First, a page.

I read a lot of labels these days as I shop, and slowly I have discovered products that are safe and reliable. There is a sour cream with cultures that is safe. There is a safe cottage cheese. I haven’t found safe ice cream, but I’m still on the hunt. It’s best to stick to natural products, but even that isn’t good enough.

Cheese label.
This is natural cheese that says it has no sugars. I still won’t risk it because it was not made with cultured milk.

For me, always on the hunt for food that I can eat, dairy is my fall back safe zone. It will get me through a bad time, and if I eat yogurt every day I actually seem to improve. My C-reactive protein level drops. It’s almost like dairy is anti-inflammatory…

There are now numerous studies that show that dairy is anti-inflammatory. This review of clinical evidence showed that dairy reduced inflammation in individuals without a milk allergy, and here is another presentation arguing that dairy is anti-inflammatory. Check out the references!

So I told this woman that I had discovered that I needed to eat yogurt every day or I would run into trouble. Her response? You can’t eat that type of yogurt… it has sugar!!  Sugar is inflammatory!


Author: Midnight Knitter

I weave, knit and read in Aurora, Colorado where my garden lives. I have 2 sons, a knitting daughter-in-law, a grandson and two exceptionally spoiled kittens. In 2014 I was diagnosed with a serious rare autoimmune disease called systemic sclerosis along with Sjogren's Disease and fibromyalgia.

12 thoughts on “Science and the Scleroderma Girl: The Dairy Rant”

  1. Both of my children are lactose intolerant. Each can eat a little (like one small serving) but if they pass their threshold watch out! They both like Lactaid ice cream. Would that work for you? My daughter said the chocolate is really good.

    1. I went to the grocery store after reading your comment and lo and behold… there was Lactaid ice cream there along with several other non-dairy options. It looks like they added a new section. I brought home some of the Lactaid and some coconut milk ice cream. Thanks for the tip!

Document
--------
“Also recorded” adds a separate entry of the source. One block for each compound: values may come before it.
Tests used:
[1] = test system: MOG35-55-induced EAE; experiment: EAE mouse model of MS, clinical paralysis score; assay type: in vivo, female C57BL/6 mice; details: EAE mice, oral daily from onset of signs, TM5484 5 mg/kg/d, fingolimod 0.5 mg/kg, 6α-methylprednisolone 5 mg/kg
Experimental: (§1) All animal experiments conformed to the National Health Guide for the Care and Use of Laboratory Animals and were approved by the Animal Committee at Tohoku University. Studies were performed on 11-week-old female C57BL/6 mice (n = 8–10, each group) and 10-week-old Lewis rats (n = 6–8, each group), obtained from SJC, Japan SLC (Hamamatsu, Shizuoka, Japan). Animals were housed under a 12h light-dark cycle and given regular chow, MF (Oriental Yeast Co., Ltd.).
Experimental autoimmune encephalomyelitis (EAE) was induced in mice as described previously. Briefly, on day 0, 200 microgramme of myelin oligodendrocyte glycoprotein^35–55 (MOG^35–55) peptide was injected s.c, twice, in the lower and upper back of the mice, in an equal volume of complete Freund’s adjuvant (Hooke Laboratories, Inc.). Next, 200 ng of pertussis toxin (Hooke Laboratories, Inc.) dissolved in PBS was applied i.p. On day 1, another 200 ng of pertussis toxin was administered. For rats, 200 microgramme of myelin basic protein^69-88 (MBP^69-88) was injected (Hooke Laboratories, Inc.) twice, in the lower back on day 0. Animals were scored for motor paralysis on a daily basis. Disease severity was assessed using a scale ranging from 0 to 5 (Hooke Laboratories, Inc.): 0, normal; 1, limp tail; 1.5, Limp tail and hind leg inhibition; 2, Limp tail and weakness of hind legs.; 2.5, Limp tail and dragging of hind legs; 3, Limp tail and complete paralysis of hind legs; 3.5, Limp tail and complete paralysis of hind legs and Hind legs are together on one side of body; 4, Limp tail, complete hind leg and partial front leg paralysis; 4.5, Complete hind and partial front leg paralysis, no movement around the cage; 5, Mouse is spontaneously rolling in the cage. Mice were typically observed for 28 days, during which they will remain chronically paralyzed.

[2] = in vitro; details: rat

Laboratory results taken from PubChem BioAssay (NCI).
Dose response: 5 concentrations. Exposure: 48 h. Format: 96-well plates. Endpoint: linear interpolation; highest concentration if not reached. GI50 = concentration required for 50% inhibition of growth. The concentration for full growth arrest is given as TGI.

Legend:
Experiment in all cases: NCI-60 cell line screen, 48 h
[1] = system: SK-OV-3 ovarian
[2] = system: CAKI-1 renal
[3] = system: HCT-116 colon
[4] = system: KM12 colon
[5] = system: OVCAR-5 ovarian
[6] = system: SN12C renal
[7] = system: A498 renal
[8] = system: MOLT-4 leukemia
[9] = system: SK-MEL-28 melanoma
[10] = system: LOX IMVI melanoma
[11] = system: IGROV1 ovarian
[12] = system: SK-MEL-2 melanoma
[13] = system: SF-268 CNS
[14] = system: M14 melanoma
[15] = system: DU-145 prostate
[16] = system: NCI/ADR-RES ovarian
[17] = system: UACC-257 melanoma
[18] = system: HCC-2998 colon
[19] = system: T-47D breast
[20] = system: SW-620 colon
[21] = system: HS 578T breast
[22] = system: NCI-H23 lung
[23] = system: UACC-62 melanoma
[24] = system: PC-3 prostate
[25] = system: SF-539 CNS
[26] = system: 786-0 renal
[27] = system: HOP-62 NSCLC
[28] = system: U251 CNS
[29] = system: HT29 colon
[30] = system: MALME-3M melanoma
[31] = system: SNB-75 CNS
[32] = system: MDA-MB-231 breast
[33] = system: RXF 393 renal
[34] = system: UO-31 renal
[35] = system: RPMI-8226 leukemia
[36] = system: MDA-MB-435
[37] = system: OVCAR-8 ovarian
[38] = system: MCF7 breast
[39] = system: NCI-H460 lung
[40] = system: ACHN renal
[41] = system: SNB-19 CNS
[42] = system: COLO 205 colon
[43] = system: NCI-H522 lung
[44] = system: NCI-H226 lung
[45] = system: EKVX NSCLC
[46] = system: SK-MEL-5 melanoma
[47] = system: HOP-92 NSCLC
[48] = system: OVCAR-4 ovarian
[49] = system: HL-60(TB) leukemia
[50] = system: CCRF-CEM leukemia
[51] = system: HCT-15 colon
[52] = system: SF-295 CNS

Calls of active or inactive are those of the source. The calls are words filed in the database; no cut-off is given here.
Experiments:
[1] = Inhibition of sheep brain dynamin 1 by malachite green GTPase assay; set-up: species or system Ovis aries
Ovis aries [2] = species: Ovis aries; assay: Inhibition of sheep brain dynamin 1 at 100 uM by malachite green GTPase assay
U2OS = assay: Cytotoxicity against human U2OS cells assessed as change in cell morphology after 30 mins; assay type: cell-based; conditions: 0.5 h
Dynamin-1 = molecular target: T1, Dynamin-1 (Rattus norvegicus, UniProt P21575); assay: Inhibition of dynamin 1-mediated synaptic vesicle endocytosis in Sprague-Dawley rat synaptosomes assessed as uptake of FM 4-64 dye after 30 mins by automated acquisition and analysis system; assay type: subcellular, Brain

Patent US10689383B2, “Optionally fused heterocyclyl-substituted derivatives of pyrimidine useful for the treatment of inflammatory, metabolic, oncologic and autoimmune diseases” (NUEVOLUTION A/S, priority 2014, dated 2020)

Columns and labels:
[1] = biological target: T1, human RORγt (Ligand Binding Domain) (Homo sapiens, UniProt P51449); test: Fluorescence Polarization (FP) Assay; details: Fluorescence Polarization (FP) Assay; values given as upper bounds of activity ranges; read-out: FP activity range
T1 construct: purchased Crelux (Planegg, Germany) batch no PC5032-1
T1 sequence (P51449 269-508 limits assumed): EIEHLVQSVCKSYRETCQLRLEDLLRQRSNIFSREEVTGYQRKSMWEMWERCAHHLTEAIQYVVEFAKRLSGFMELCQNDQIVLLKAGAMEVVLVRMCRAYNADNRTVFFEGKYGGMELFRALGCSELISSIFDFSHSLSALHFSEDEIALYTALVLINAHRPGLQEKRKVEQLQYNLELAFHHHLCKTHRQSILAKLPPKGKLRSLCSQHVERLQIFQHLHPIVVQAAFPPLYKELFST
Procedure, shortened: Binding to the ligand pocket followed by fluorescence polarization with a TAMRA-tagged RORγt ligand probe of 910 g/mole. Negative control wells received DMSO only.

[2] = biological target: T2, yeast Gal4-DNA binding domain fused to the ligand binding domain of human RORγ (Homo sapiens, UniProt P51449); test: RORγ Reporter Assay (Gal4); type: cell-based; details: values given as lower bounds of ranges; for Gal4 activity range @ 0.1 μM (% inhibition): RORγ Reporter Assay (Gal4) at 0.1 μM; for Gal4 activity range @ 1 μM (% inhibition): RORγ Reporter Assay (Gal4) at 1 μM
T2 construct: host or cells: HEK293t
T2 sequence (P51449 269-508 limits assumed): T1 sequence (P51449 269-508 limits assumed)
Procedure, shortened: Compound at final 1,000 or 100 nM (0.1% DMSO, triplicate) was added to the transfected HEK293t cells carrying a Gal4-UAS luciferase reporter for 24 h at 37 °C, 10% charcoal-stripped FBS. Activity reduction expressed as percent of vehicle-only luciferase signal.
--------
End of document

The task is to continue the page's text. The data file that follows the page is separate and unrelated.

2. I am lactose intolerant too. It makes my allergies worse. We are talking head and upper chest snot factory! I’ve noticed that since I’ve stopped eating dairy products and most gluten that my allergies have improved but that I’ve developed an uncomfortable bloated stomach. I’m wondering if adding yogurt back into my diet would help. I used to eat a lot of it. Would you care to share which kinds of yogurt work best for you?

    1. Wow, that stuff was really messing with you, wasn’t it! I really love the way keeping a food log helps figure things out.

      I live in Colorado where we have noosa yogurt, but my son pretty much depends on the liquid Chobani yogurt. The big thing that I watch for is that it has live cultures, and that there are several in the yogurt ( I think that noosa has 5 active cultures.) I also go ahead and eat yogurt that has the full fat and some sugar as it my main source of good and I want some carbs and fat with the protein.

      I have struggled with stomach pain and a sense of having a rock in my middle… it was another condition called gastroparesis that hugely improved when I cut out things that were difficult to digest (think cabbage and lots of fiber…) and started the daily yogurt.

      Hope the yogurt helps. Keep a record of your symptoms and experiment away! 🙂

  3. oh………unsolicited advice, it’s the best! You know your body and you need to do what is best for you, plan and simple. I am allergic to dairy so eating it does make me ill but I so wish for a grilled cheese every now and then……….the fake “cheese” is too bad to consume.

    1. You exactly nailed it. It was totally unsolicited and actually insistent that I accept her opinion over my own experience and observations. Kind of a power move from someone who is a fellow patient with her own struggles. I would never pull that on someone else.

      I long for corn, sauerkraut and pizza… how unkind of our immune systems and bodies to mess with our eating habits this way!